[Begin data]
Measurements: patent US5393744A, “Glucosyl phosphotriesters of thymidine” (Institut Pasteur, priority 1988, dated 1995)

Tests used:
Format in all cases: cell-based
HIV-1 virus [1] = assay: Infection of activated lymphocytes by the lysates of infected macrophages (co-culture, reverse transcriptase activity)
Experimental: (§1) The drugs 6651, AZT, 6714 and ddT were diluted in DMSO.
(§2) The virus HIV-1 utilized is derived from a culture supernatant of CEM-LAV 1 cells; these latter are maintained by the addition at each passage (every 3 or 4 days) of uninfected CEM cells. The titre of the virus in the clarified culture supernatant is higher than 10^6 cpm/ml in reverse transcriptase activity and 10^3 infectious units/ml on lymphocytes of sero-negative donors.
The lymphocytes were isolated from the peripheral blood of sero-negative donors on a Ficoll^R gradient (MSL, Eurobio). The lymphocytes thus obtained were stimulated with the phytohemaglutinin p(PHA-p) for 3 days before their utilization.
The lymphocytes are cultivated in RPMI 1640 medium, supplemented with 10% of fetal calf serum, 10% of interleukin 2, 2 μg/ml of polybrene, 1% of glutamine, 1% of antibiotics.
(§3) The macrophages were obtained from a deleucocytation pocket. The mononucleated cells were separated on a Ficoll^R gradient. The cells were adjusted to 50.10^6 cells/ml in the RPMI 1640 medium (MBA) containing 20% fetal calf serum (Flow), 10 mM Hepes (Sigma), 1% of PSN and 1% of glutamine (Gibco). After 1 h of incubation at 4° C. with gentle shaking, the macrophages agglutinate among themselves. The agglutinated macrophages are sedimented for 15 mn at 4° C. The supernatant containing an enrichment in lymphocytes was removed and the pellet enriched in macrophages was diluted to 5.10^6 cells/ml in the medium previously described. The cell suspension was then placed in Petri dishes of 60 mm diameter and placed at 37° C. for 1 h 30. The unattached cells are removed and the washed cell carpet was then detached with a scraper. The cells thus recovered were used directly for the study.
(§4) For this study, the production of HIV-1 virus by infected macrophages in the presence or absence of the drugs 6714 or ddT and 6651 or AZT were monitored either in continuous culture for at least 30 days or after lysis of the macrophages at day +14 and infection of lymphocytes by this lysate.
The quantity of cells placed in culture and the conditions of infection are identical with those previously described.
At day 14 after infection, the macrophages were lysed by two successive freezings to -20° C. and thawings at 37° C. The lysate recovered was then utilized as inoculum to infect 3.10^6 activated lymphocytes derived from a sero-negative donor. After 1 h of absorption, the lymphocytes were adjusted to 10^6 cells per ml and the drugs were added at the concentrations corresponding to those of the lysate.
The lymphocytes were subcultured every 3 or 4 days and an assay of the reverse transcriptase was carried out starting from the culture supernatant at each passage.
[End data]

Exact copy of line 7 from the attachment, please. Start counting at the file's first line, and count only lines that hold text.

The lymphocytes were isolated from the peripheral blood of sero-negative donors on a Ficoll^R gradient (MSL, Eurobio). The lymphocytes thus obtained were stimulated with the phytohemaglutinin p(PHA-p) for 3 days before their utilization.